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Injured Active-Duty Service Members Shouldn’t Wait to File VA Claims

Service members who are separating and plan to file for disability compensation can file their claim before separation through the VA’s BDD program.
Service members who are separating and plan to file for disability compensation can file their claim before separation through the VA’s BDD program.

If you were injured during service, you don’t have to wait to get out of the military to file a disability claim with the Department of Veterans Affairs (VA).

Service members who are separating and plan to file for disability compensation can file their claim before separation through the VA’s Benefits Delivery at Discharge (BDD) program – and the Benefits Services team at Wounded Warrior Project® (WWP) can help.

The BDD program allows service members to apply for VA disability compensation benefits between 180 to 90 days prior to separation. This timeframe allows VA to review service treatment records, schedule needed exams, and evaluate the claim before separation.

“It’s really important for service members to own their benefits journey at the soonest possible time to be able to positively impact their future health care,” said Michael Snook, WWP senior national service officer. “Before you're even a veteran, you can start getting the benefits that you've earned.”

Biggest Benefits of BDD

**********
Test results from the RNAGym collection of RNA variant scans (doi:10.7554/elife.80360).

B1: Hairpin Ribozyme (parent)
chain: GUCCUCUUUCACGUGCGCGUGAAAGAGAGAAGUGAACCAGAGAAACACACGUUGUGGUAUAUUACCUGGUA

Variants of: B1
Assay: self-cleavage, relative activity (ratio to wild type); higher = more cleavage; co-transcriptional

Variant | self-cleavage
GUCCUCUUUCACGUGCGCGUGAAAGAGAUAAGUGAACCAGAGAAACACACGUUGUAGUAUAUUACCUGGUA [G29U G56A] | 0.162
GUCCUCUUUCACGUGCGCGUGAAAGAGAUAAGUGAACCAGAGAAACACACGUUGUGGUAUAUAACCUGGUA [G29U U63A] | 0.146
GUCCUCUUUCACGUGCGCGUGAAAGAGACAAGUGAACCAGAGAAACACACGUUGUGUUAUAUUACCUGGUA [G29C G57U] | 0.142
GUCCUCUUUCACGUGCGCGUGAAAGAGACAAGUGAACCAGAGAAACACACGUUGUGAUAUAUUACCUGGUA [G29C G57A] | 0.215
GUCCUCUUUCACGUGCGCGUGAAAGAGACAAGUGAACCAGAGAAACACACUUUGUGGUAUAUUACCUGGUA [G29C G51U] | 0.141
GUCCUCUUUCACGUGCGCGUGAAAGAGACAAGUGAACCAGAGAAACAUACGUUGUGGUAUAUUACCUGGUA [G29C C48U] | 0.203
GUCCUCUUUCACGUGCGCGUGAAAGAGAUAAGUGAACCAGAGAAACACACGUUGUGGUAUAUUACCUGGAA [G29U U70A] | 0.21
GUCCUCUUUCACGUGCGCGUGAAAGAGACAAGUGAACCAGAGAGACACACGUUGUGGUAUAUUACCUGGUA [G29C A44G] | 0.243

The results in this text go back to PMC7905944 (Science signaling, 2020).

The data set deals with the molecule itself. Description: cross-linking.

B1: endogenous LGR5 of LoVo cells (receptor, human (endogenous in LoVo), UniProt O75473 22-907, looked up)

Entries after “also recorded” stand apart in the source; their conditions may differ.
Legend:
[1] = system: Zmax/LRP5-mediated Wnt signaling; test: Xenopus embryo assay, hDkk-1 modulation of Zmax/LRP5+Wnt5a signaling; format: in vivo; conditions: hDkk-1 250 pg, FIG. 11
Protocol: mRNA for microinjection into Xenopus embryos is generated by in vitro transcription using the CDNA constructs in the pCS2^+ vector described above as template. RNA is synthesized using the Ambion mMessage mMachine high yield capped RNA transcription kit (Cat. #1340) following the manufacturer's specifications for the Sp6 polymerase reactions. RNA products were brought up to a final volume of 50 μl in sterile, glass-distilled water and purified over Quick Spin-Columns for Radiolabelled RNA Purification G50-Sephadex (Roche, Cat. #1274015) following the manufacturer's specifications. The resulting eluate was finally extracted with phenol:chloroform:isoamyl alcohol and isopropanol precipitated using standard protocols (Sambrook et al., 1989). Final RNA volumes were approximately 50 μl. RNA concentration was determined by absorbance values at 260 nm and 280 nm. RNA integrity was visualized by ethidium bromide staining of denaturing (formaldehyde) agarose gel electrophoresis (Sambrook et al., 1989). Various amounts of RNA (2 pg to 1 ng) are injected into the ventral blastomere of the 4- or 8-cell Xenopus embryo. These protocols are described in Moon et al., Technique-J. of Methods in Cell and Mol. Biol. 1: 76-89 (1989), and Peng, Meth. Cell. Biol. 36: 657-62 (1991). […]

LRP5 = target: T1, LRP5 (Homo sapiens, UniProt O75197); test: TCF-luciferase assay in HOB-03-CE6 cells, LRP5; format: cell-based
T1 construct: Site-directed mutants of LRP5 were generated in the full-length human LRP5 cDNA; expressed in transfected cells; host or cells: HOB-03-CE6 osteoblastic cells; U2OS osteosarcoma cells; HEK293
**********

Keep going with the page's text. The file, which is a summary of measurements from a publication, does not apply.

There are a lot of advantages to filing a BDD claim, one of which is that it speeds up the process. BDD claims can be completed within one to three months post-discharge/retirement, versus regular claims that can take six to 12 months after discharge, if not longer in some instances.

One of the things veterans often struggle with when transitioning to civilian life is the loss of income after they leave the service. Getting an early start on VA claims can help service members plan ahead for their future after the military.

Through BDD, service members may get a proposed rating decision before leaving the military, providing them a window into their eventual VA disability compensation and how much. It also means they’ll begin receiving compensation sooner.

“Before they even transition out and potentially lose that military paycheck, BDD provides a softer landing because now you're only looking at up to a few months post-discharge before you start getting paid VA benefits,” Snook said. “That’s the biggest gain of taking part in BDD.”

Another benefit is the opportunity to establish a service connection early on. VA benefits are dependent on connecting an injury or illness to military service. Service members should keep track of medical records and document any injuries or illnesses.

“Even if you've never complained about something before, simply doing the BDD claim while you're on active duty is considered complaining about it on active duty,” Snook said.

If a claim is approved, VA will assign a percentage rating between 0 and 100, determining how much compensation a veteran receives. You’ve at least established a service connection even if you get a 0% or even a 10% rating. That could help when it comes to getting a VA home loan, employment preferences, and possibly ancillary VA benefits. If the condition worsens over time, a service connection has already been established, and veterans can file for an increase. 

“It helps you to establish a baseline while you're still on active duty, and then you can work with VA-accredited national service officers in the future if things get worse or if other things manifest down the road,” Snook said.

When to File and What to Expect After

It is important to remember a BDD claim needs to be filed 180 to 90 days prior to the actual separation date.